Māori involvement in a third supermarket group would benefit all New Zealanders by ensuring a break-up of the current duopoly did lower food prices, says Matthew Tukaki, the chairman of the National Māori Authority, Nga Ngaru Rautahi o Aotearoa.
Tukaki said the Commerce Commission, due to complete a market study of the grocery industry this March, should “absolutely” consider recommending the forced sale of Foodstuffs and Countdown’s Four Square and Fresh Choice stores as an option to help make way for a third player.
“Four Square stores are dominant players in regional and rural communities with high Māori populations, so that could be one way of dealing with it,” Tukaki said.
“It has got to be an option among many things that need to happen.”
Several iwi are understood to be interested in funding a venture called Northelia, supported by 2degrees founder Tex Edwards who has advocated for an alternative downsizing of Countdown and Foodstuffs extending from larger cities.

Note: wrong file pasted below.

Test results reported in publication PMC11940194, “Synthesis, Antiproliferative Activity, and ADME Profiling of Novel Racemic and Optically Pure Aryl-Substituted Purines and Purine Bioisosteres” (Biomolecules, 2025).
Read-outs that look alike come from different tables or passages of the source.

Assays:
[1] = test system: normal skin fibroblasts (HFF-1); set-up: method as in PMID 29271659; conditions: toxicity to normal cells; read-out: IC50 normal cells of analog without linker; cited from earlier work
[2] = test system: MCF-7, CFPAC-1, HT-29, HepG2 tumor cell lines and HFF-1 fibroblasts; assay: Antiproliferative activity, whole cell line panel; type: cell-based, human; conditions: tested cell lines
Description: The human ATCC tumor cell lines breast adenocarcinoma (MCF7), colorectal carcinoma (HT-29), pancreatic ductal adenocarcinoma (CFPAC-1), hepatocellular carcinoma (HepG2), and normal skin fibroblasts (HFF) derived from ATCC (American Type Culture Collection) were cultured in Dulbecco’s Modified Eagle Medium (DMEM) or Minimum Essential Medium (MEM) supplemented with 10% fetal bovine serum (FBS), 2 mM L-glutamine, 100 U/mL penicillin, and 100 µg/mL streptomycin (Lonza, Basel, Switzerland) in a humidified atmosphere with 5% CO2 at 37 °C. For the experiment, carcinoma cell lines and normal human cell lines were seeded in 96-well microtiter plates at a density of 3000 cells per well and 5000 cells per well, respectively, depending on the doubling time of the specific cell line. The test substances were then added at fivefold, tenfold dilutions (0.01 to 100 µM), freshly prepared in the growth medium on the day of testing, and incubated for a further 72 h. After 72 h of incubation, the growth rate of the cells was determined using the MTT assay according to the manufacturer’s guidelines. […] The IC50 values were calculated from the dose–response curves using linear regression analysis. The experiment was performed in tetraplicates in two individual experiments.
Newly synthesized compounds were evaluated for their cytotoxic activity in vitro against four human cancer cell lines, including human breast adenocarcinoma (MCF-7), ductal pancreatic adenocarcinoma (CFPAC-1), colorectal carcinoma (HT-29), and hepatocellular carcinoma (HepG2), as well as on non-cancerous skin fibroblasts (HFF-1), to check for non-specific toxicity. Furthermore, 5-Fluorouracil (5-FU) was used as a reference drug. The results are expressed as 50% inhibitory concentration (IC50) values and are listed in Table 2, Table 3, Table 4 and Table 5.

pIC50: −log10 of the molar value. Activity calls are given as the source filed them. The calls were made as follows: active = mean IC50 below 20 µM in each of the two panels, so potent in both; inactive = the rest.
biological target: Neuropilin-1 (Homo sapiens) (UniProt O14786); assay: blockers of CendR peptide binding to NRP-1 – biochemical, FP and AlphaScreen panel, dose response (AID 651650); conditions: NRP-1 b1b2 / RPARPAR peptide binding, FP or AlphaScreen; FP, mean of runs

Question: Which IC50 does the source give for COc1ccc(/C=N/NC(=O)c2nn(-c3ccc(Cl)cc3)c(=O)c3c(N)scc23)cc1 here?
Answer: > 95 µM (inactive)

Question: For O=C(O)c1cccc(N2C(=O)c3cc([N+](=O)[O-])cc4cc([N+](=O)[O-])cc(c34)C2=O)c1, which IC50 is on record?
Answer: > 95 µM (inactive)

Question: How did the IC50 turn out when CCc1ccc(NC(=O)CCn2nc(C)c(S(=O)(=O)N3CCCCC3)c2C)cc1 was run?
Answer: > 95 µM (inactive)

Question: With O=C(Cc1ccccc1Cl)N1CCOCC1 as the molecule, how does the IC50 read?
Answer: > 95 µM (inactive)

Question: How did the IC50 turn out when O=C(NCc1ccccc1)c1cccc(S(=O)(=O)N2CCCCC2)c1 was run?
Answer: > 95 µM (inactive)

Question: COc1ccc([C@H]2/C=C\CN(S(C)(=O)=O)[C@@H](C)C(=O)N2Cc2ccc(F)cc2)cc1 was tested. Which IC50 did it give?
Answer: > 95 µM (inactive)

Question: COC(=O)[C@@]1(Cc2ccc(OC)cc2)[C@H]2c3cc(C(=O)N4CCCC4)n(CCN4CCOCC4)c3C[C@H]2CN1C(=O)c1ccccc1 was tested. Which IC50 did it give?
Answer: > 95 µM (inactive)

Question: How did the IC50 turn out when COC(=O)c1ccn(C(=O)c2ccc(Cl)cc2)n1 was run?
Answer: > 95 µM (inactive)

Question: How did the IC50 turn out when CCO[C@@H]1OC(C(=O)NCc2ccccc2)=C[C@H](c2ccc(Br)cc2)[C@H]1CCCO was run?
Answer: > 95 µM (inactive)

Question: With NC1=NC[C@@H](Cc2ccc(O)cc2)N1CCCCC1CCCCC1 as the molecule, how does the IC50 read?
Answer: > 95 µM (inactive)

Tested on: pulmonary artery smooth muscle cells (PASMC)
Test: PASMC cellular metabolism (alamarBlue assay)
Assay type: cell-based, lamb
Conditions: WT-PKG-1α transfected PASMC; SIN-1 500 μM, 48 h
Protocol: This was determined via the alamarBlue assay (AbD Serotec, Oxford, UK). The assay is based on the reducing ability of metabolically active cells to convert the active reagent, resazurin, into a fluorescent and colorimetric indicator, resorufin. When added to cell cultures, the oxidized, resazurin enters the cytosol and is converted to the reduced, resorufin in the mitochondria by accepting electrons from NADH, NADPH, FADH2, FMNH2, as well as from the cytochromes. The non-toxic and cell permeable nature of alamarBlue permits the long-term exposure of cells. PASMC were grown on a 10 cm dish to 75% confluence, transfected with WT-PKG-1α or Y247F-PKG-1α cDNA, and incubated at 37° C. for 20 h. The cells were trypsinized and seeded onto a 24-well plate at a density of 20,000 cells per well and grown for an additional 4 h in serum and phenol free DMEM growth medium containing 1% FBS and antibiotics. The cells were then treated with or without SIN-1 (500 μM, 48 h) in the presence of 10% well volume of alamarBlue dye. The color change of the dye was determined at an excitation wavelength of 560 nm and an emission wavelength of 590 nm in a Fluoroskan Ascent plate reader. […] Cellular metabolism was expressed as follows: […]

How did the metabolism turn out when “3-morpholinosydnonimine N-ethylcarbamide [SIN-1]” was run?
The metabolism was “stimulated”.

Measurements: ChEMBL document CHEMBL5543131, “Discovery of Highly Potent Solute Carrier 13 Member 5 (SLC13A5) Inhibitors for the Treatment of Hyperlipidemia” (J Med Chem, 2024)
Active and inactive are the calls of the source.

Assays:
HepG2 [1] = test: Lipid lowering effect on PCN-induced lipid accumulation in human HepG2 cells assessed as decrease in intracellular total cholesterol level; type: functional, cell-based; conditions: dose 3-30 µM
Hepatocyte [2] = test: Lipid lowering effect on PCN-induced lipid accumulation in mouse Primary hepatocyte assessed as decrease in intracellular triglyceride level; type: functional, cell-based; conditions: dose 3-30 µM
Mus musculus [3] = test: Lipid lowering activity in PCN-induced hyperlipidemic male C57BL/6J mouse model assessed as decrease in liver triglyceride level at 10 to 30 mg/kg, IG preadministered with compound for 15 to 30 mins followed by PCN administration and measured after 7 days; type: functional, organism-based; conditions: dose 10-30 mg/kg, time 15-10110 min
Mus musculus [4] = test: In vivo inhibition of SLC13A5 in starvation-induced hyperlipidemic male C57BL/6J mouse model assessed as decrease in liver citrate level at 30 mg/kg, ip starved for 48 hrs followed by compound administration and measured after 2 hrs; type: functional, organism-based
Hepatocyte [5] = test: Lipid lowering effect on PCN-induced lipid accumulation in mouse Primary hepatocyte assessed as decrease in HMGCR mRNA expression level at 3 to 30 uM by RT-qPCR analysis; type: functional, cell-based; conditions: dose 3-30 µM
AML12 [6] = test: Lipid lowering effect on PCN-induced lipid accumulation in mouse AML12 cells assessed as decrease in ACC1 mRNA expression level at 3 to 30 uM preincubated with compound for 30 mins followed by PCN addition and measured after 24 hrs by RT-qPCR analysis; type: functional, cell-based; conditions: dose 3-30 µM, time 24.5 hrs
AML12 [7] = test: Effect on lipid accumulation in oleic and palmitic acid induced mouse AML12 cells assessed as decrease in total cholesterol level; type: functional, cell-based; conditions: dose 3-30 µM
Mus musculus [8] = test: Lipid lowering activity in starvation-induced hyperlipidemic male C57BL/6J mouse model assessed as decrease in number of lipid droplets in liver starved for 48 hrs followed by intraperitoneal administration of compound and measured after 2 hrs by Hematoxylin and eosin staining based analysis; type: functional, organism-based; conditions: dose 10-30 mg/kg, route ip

Tukaki said that the entry of a third player into the market was paramount but the National Māori Authority would “of course advocate for a Māori-owned and operated supermarket chain”.
The advantage to non-Māori of iwi involvement in the industry would “come down to the prices that consumers pay at the supermarket shelf,” Tukaki said.
“The third operator, if it is Māori-owned and operated, then rest assured we’re going to see fairer prices – that has to be the message.”
Māori businesses were already major players in the food industry, accounting for half of the country’s fishing quota, 30 per cent of lamb and beef production, and 10 per cent of dairy and kiwifruit production, Nga Ngaru said in its submission, quoting Ministry of Foreign Affairs and Trade figures.
Involvement in retailing would be a natural progression, Tukaki said.
Original story sourced from stuff.co.nz.